SPOKESMAN: --on the motion to adjourn, all in favor signify by saying aye.
KWAME HOLMAN: This morning, a group of determined House Democrats used any means they could think of to delay the final vote on welfare reform legislation.
CONGRESSMAN: I object to the vote on the grounds that a quorum is not present, and make a point of order that a quorum is not present.
MR. HOLMAN: A version of the measure passed last week with nearly unanimous Republican support and some Democratic support. Today's bill, slightly modified, after differences were worked out with the Senate was expected to be approved just as easily if and when members got a chance to vote on it.
CONGRESSPERSON: Mr. Speaker, pursuant to Rule 30, I object to the gentleman's use of the exhibit.
SPOKESMAN: Does the gentleman plan to use this exhibit?
CONGRESSMAN: Yes, I do.
CONGRESSPERSON: Mr. Speaker--
SPOKESMAN: We now in the second case, Mr. Speaker, of a chart being put up that is blank that, in fact, has no substance--
MR. HOLMAN: After an early morning meeting, Republicans had been anxious to move ahead on welfare reform.
REP. NEWT GINGRICH, Speaker of the House: I would say we had a very, very good House Republican conference just now. We discussed working on welfare reform, which, as you know, has been reported out of conference and we think is a very important breakthrough.
MR. HOLMAN: Democrats, however, weren't sure.
REP. RICHARD GEPHARDT, Minority Leader: I think we'll know that later in the day. I think the President is reviewing the bill; he didn't get it until very late last night. He hasn't had a chance to really read the words. We all have not had a chance to read the words. It's important to be able to do that before you make up your mind, so he's still looking at it, we're still looking at it.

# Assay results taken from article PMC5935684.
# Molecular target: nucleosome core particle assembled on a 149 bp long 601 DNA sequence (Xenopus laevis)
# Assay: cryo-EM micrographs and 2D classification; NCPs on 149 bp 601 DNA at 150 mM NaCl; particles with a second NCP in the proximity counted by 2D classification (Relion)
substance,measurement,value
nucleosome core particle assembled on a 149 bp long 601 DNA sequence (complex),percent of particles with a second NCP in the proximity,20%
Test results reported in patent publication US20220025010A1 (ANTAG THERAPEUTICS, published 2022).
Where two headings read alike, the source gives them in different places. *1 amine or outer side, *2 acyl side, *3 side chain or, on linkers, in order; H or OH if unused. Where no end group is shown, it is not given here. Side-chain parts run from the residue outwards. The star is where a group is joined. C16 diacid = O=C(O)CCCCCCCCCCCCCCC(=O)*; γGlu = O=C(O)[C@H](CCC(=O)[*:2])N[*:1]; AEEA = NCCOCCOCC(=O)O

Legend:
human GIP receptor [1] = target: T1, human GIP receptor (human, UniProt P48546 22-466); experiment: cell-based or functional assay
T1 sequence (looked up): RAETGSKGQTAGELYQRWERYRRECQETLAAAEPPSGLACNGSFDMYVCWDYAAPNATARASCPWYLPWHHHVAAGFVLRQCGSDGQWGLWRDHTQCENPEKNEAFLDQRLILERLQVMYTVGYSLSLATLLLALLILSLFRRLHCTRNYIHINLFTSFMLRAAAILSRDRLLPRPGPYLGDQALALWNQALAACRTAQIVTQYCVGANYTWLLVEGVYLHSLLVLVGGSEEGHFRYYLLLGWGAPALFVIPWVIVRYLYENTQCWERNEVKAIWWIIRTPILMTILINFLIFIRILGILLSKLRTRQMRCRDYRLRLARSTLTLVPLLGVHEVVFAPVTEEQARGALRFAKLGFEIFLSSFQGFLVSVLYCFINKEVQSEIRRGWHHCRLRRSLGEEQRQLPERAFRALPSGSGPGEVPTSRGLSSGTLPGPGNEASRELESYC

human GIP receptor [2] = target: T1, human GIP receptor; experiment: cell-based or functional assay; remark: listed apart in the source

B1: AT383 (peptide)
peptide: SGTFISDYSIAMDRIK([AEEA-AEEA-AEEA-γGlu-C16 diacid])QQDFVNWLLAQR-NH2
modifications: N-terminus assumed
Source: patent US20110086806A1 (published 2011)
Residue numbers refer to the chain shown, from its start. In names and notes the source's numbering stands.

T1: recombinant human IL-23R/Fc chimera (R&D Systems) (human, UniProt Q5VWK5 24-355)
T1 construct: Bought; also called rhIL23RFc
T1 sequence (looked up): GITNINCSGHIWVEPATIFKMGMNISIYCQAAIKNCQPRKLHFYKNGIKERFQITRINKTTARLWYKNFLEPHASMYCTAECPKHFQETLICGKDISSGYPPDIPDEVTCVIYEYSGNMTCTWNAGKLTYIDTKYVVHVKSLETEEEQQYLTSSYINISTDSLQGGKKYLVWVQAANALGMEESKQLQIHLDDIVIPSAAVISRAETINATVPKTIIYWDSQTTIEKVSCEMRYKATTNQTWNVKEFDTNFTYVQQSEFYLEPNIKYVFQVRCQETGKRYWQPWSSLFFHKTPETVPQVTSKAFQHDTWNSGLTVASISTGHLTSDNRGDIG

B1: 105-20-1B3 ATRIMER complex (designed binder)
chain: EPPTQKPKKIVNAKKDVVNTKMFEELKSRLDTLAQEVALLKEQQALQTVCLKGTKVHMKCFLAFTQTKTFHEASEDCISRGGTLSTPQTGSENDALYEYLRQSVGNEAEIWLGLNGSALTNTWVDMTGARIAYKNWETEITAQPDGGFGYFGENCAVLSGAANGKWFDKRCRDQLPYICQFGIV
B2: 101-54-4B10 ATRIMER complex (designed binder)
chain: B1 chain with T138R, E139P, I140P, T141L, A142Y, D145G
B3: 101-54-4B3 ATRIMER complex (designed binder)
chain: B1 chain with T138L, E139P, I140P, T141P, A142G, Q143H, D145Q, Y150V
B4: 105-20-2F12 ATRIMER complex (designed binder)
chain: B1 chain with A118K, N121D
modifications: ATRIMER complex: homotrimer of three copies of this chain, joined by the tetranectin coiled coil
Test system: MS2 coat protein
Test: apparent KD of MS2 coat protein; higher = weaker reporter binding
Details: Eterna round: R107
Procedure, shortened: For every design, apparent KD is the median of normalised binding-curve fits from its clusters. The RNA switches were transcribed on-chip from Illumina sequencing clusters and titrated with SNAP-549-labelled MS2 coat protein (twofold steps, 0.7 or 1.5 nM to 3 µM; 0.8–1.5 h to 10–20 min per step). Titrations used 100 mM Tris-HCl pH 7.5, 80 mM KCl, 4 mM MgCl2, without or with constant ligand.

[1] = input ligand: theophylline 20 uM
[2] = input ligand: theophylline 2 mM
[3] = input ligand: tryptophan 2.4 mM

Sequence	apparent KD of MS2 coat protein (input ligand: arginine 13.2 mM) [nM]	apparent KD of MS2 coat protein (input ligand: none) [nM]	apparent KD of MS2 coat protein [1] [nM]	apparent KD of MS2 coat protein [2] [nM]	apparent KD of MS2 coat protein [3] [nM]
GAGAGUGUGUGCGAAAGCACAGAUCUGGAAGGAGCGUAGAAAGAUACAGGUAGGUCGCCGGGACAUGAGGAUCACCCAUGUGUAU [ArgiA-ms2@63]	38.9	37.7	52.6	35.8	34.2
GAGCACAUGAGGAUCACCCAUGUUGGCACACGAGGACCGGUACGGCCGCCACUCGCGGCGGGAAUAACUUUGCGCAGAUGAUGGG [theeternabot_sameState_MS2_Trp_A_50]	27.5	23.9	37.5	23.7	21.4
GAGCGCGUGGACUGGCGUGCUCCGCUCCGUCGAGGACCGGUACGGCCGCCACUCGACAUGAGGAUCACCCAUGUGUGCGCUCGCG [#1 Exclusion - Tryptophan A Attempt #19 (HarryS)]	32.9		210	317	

MR. HOLMAN: And that's why Democrats delayed the vote. Many first wanted to know whether President Clinton would sign the new modified version of welfare reform or veto it. The word finally came early this afternoon.
REP. SCOTT MCINNIS, (R) Colorado: First of all, I'm pleased to announce that we now understand that the President is going to have a press here in about eight and a half minutes where he will announce that he is in support of this bill.
PRESIDENT CLINTON: Today we have an historic opportunity to make welfare what it was meant to be--a second chance, not a way of life. And even though the bill has serious flaws that are unrelated to welfare reform, I believe we have a duty to seize the opportunity it give us to end welfare as we know it.
MR. HOLMAN: In its broad description, the welfare reform bill will limit benefits to five years and require able-bodied recipients to find work within two years. However, states can exempt 20 percent of welfare recipients from those restrictions. States will receive welfare money in the form of block grants and have the flexibility to design additional program requirements and restrictions; however, the bill was modified to address some presidential concerns. Some of those concerns were addressed just in the last day or so.